Methods for Forecasting of Bristol Bay, Alaska Sockeye Salmon Abundance

Curry Cunningham1
1School of Aquatic and Fishery Science
December 09, 2014

Methods for Forecasting of Bristol Bay, Alaska Sockeye Salmon Abundance

Bristol Bay, Alaska is home to the largest wild sockeye salmon (Oncorhynchus nerka) fishery in the world, with a total harvest value of $165 million USD in 2010 and supporting an estimated equivalent to 10,000 year-around American jobs. However, returns of sockeye to Bristol Bay are highly variable, with observed returns ranging between less than 10 million and greater than 65 million since 1960. The profitability of the commercial fishery and the ability of the commercial fishing fleet to allocate effort amongst the 5 terminal fishing districts in Bristol Bay depends to some extent on accurate predictions for the number of returning sockeye prior to, and during, the summer fishing season. The Alaska Salmon Program at UW provides inseason forecasts for Bristol Bay sockeye salmon abundance, which are updated on a semi-daily basis throughout the duration of the commercial fishery as new data become available. These inseason forecasts incorporate a wide range of data sources: 1) catch, 2) escapement, 3) age composition, 3) genetic composition of catch, and 4) inseason test fishery catch indices, to inform estimates of run size for Bristol Bay as a whole and for the major fishing districts. I will describe our current forecasting methods for inseason assessment of Bristol Bay sockeye salmon abundance, a retrospective analysis of the efficacy of these forecasting methods, and elicit new ideas for improving these methods in the future.


Dr. André E. Punt1 and Dr. Jason Cope2
1School of Aquatic and Fishery Science
2Northwest Fisheries Science Center
November 18, 2014

Simple Stock Synthesis (SSS) and Depletion-Based Stock Reduction Analysis (DB-SRA) are two methods for calculating overfishing limits for data-poor fish stocks. Both methods are Bayesian in that priors are imposed on the parameters of the underlying population dynamics model (although there is no information to update the priors). DSB-SRA is based on a generalized production function which allows independent priors to be imposed on BMSY/B0 and FMSY/B0. However, SSS is based on the Beverton-Holt stock-recruitment relationship so there is a functional relationship between BMSY/B0 and FMSY/B0 as expressed in the steepness parameter (h). We outline two stock-recruitment relationships (the Shepherd and Generalized Ricker) which if incorporated in Stock Synthesis may allow the goal of independent priors to be imposed on BMSY/B0 and FMSY/B0 to be achieved. We show for some example species how well these stock-recruitment relationships achieve this goal and compare DB-SRA and SSS when they are applied to some example rockfish stocks.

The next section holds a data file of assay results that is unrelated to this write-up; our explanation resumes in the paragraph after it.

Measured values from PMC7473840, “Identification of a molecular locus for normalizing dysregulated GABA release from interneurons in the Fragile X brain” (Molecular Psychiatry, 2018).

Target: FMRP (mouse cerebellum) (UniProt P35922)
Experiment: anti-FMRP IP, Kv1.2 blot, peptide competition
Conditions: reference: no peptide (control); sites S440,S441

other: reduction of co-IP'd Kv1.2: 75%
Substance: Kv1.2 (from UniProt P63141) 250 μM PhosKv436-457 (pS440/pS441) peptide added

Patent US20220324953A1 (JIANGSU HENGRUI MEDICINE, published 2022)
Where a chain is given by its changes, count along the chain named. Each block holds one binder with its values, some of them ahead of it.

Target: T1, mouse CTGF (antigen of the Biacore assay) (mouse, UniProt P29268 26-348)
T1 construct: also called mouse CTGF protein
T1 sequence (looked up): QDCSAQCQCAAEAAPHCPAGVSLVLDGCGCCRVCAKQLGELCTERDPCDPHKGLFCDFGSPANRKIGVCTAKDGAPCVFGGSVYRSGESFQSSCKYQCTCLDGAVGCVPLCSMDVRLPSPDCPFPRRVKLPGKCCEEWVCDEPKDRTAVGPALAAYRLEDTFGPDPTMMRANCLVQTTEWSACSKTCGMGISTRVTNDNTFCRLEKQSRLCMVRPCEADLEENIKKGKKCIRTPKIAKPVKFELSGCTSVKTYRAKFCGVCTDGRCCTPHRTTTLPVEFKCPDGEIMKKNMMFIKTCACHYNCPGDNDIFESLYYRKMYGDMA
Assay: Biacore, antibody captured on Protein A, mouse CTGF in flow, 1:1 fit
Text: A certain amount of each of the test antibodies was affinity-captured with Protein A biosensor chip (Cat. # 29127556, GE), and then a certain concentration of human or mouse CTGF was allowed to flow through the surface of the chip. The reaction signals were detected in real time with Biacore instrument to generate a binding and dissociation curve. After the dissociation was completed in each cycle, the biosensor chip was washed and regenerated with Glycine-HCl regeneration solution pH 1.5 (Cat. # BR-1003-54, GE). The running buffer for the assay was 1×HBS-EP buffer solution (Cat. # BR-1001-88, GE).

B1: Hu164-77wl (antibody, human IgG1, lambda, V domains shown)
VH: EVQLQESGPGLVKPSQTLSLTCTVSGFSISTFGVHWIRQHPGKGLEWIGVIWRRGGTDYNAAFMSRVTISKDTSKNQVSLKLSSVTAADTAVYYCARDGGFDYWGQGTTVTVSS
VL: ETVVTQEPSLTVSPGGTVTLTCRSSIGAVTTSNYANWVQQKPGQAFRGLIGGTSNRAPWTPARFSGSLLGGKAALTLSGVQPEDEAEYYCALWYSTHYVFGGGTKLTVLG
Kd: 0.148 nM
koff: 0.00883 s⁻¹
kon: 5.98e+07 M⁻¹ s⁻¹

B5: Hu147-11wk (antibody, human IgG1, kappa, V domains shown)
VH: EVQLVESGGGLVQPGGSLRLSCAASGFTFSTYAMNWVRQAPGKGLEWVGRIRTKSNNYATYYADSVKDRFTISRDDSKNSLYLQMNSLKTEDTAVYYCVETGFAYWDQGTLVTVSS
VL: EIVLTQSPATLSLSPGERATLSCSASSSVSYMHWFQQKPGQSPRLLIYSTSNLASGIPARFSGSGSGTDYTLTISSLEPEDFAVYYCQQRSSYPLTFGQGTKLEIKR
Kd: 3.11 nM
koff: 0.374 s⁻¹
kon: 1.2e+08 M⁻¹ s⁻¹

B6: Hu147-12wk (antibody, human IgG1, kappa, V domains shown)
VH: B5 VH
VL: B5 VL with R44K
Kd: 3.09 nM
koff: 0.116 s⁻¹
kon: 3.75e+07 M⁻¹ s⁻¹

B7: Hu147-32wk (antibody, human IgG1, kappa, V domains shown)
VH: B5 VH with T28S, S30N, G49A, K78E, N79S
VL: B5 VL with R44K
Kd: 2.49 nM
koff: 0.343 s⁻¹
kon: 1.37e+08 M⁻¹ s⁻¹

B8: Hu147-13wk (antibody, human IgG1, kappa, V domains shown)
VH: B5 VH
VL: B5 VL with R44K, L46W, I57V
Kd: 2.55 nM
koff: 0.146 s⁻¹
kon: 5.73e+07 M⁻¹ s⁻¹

Advances in ageing techniques and age interpretation for U.S. West Coast groundfish

Owen Hamel1, Melissa Haltuch1, and Jason Cope1
1Northwest Fisheries Science Center
October 28, 2014

Because growth patterns of many west coast groundfishes limit the informational value of length data, fish ages are very important inputs to our age-structured stock assessments. At the Northwest Fisheries Science Center, we conduct a variety of ageing studies, and we review three recent avenues of research: age validation, alternative ageing methods, and understanding ageing error. Age validation: We developed the first bomb radiocarbon reference chronology for the California Current, using known-age petrale sole (Eopsetta jordani). Petrale sole spend a substantial portion of their first year of life in areas subject to variable upwelling. This variable environment illustrates the importance of using reference curves for age validation that are region- and species-specific, whenever possible. Alternative ageing methods: Traditional age-reading methods are time-consuming for long-lived species. Based on initial success with two groundfishes, we explore the use of otolith weights for rapid age determination of long-lived groundfishes. We also explore the consistency of these relationships over time and space. Ageing error: The Pacific hake (Merluccius productus) stock is characterized by infrequent, strong year-classes, surrounded by average and below-average cohorts. Ageing is conducted annually, such that readers routinely know the year of collection. Ageing error is typically assumed to be largely consistent across years in stock assessments, however, we hypothesized that readers are more likely to assign uncertain hake reads to predominant ages. We conducted a double-blind study wherein previously read otoliths from many years were reread without readers knowing the collection year. Results confirmed that strong year classes experienced less effective ageing error in the regular course of ageing otoliths. Accounting for this tendency improved model fits to age data. Each of these research avenues has improved our understanding and is enabling us to develop more reliable population models and management guidance.